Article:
April update has got a bit long, sorry. It’s mainly because of IATEFL and ELTONS.
Two interesting points from John Gray’s talk, Gender and sexuality in ELT…
- Gray notes from his analysis of 10 top-selling ELT textbooks that there was ‘a blanket avoidance of any LGBT representation’
- He promotes ‘… a collective effort on behalf of teachers, teacher trainers, materials writers, textbook reviewers, etc to come together to create learning environments that address gender and sexual diversity.’
View the talk here.
Katherine Bilsborough’s ‘wishes for the future’ regarding ELT materials were:
- More principle-led, quality materials
- Less exams dominance in YL materials
- Good materials for everyone, everywhere, no matter how much money they have
- Access to topics that get excluded from coursebooks
- Materials that reflect learner realities
You can view her closing plenary here.
Another interesting talk was Peter Watkins’ views on comprehension questions, which includes some practical tips for writers (here).
Brian Tomlinson also did a talk that, based only on the slides, covered a lot of content in this previous webinar. All useful stuff.
My newsfeed’s been full of images of people promoting books. There are simply too many to list, so this time I’ve opted for one. Okay, two.
Fiona Mauchline has been promoting her new book, ‘Dive in’. Apparently it is structured specifically for short-stay courses – trying to hit the UK Summer School market. In theory there’s a big market for that, although most of the summer schools I worked at had an in-house syllabus already.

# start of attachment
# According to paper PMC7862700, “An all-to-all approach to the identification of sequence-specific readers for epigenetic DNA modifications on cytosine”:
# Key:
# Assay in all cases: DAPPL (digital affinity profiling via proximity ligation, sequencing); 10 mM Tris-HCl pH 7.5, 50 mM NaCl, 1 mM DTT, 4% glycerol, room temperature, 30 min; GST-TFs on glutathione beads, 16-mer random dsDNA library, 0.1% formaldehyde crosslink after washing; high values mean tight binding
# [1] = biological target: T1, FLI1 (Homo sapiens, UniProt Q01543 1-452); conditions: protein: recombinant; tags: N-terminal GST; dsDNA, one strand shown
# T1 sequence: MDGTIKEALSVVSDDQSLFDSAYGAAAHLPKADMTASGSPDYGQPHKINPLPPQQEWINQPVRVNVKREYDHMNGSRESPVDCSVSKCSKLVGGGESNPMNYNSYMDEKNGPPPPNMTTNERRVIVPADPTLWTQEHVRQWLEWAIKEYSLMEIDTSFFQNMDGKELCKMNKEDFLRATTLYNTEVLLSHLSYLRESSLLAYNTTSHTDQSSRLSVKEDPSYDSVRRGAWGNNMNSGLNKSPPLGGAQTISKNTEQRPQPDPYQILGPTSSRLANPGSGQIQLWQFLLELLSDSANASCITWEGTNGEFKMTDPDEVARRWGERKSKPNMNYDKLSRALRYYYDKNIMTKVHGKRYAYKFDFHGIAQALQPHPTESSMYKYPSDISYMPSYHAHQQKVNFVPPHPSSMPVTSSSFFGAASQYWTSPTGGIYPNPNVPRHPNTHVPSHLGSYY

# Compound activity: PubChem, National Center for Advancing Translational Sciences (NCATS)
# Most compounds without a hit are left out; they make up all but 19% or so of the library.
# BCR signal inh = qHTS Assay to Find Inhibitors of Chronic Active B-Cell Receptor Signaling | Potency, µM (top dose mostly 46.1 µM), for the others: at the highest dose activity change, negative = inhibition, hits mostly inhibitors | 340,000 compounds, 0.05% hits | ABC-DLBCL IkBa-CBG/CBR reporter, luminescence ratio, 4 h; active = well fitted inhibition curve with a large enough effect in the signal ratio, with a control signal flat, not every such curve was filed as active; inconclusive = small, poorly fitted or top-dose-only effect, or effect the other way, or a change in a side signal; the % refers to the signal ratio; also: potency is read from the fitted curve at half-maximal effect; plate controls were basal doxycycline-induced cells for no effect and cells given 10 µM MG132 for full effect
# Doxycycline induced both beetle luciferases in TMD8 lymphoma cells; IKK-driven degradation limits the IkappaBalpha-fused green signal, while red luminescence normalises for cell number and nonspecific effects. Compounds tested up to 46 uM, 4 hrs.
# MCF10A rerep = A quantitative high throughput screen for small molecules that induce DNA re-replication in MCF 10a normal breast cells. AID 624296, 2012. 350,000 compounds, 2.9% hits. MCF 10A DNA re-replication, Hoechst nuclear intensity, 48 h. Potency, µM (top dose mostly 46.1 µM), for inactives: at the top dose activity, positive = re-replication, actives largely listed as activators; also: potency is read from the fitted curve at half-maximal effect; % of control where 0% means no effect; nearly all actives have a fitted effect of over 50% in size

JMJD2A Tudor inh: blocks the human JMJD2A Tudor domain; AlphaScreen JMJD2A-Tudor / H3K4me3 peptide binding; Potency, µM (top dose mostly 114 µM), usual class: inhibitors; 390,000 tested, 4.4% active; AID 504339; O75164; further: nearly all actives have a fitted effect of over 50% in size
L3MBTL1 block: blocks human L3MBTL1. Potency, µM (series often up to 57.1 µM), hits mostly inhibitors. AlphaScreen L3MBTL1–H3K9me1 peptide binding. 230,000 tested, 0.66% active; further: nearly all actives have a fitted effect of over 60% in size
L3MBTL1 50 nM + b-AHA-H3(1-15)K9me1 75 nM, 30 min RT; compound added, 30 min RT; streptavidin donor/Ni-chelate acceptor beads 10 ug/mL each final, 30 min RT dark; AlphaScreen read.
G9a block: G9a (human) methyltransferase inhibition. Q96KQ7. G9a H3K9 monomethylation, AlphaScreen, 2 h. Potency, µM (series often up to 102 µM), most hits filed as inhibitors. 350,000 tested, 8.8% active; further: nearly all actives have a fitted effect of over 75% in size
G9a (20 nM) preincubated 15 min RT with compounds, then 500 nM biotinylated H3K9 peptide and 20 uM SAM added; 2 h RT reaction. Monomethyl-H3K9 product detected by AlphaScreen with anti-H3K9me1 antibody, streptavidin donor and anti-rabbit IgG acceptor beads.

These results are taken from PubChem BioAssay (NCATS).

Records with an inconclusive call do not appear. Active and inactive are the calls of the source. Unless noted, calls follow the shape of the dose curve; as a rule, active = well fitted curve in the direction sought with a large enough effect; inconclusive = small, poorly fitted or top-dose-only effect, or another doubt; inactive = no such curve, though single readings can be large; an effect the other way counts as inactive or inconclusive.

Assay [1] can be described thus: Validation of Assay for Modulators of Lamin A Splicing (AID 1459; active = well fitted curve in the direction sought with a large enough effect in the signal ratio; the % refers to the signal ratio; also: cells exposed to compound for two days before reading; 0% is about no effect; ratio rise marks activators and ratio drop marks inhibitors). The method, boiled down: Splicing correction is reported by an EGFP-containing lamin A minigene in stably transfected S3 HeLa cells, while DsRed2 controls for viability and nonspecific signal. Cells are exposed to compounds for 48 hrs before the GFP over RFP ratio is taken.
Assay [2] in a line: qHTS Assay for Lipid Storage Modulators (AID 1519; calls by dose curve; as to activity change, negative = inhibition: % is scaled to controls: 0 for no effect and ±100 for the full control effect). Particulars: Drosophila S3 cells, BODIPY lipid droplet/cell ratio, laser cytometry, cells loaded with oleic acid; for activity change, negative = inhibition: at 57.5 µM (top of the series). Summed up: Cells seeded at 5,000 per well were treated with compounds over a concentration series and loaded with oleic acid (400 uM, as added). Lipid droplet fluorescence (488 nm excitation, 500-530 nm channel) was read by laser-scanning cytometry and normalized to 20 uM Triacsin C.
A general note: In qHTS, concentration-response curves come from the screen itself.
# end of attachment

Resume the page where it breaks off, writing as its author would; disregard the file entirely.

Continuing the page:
Emily Bryson’s A-Z of ESOL is being promoted a lot both at IATEFL and in the recent issue of IATEFL Voices. I have an upcoming review of it in the next issue of Voices – overall it’s a pretty handy resource. Click here for more info.
In my first update back in February I mentioned Digital Learning Associates, and their video-based product Ready to Run. I still have free access to this product and I’ve been sharing feedback to help enhance it – who knows if they’ll make changes though. But in general what I’ve seen looks pretty good. It wouldn’t surprise me at all if it won.
There’s also Stories Without End from Alphabet Publishing. See my review here. Overall it’s a really good resource which could potentially be used in more contexts (low tech/no tech) than these video-based offerings.
In the Innovation in Teacher Resources category there are a few interesting selections. The online courses from TEFL Equity Academy are there. There’s also Chris Roland’s book on teaching teens, which I’ve heard good (promotional) reports about. However, Cauldwell’s Syllabus for Listening looks like the one to beat there.
- Not much time for reading about materials writing this month – too much actually doing it! Here’s a link to Ten Tips on Writing Effective Rubrics from John Hughes though, don’t think I’ve shared that.
- There’s a ‘Day in the Life of an ELT Editor’ post from the latest HLT mag by Lyn Strutt.
A couple of Senior Editor jobs going at Cambridge: see jobs here
Haremi were looking for copy editors and proofreaders for a large-scale project. Get in touch with them directly to find out more.
This month I’ve been working on…
- … more lessons for British Council Video Zone. Here was one I did for World Water Day.
- … editing/rewriting a workbook
Materials-related training courses
I’ve just started the itdi.pro course in Evaluating Digital Materials with Pete Sharma. First session useful.
In the summer there will be re-runs of the following courses:
Creating ELT Materials (Katherine Bilsborough) – click here.
Self-publishing for ELT Professionals (Dorothy Zemach) – click here.
If you only read one ELT materials-related thing this month…
It’s actually another new release. James Taylor and Ila Coimbra have written Raise Up! A coursebook that reportedly addresses some of the issues mentioned by John Gray and Kath Bilsborough at IATEFL. Check it out, looks good.